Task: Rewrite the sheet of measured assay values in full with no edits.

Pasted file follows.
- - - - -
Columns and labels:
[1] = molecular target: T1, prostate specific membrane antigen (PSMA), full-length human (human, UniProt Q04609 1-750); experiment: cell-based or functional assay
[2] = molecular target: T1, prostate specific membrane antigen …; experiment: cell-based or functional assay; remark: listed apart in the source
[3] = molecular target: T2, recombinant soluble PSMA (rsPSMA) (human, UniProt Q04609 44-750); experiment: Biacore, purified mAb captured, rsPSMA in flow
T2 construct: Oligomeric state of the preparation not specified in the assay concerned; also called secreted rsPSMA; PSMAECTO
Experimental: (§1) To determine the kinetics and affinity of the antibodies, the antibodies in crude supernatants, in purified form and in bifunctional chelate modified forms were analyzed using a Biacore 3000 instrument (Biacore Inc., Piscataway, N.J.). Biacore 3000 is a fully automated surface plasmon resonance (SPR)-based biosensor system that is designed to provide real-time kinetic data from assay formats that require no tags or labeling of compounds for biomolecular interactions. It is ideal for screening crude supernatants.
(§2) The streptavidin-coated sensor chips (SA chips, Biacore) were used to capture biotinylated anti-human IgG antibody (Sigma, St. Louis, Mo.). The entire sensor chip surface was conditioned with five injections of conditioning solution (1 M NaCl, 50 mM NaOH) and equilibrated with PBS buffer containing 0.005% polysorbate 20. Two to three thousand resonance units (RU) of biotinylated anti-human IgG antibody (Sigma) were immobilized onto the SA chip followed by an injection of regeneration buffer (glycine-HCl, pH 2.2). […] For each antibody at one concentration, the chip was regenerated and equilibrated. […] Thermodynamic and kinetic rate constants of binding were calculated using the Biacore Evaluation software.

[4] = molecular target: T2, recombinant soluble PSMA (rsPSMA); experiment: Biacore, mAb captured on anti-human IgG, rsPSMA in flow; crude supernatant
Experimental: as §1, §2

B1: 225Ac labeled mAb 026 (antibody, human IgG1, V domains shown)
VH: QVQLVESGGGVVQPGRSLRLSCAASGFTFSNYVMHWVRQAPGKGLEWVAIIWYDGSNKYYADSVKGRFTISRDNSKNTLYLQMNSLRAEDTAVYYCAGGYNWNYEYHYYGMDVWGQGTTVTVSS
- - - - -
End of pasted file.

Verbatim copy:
Columns and labels:
[1] = molecular target: T1, prostate specific membrane antigen (PSMA), full-length human (human, UniProt Q04609 1-750); experiment: cell-based or functional assay
[2] = molecular target: T1, prostate specific membrane antigen …; experiment: cell-based or functional assay; remark: listed apart in the source
[3] = molecular target: T2, recombinant soluble PSMA (rsPSMA) (human, UniProt Q04609 44-750); experiment: Biacore, purified mAb captured, rsPSMA in flow
T2 construct: Oligomeric state of the preparation not specified in the assay concerned; also called secreted rsPSMA; PSMAECTO
Experimental: (§1) To determine the kinetics and affinity of the antibodies, the antibodies in crude supernatants, in purified form and in bifunctional chelate modified forms were analyzed using a Biacore 3000 instrument (Biacore Inc., Piscataway, N.J.). Biacore 3000 is a fully automated surface plasmon resonance (SPR)-based biosensor system that is designed to provide real-time kinetic data from assay formats that require no tags or labeling of compounds for biomolecular interactions. It is ideal for screening crude supernatants.
(§2) The streptavidin-coated sensor chips (SA chips, Biacore) were used to capture biotinylated anti-human IgG antibody (Sigma, St. Louis, Mo.). The entire sensor chip surface was conditioned with five injections of conditioning solution (1 M NaCl, 50 mM NaOH) and equilibrated with PBS buffer containing 0.005% polysorbate 20. Two to three thousand resonance units (RU) of biotinylated anti-human IgG antibody (Sigma) were immobilized onto the SA chip followed by an injection of regeneration buffer (glycine-HCl, pH 2.2). […] For each antibody at one concentration, the chip was regenerated and equilibrated. […] Thermodynamic and kinetic rate constants of binding were calculated using the Biacore Evaluation software.

[4] = molecular target: T2, recombinant soluble PSMA (rsPSMA); experiment: Biacore, mAb captured on anti-human IgG, rsPSMA in flow; crude supernatant
Experimental: as §1, §2

B1: 225Ac labeled mAb 026 (antibody, human IgG1, V domains shown)
VH: QVQLVESGGGVVQPGRSLRLSCAASGFTFSNYVMHWVRQAPGKGLEWVAIIWYDGSNKYYADSVKGRFTISRDNSKNTLYLQMNSLRAEDTAVYYCAGGYNWNYEYHYYGMDVWGQGTTVTVSS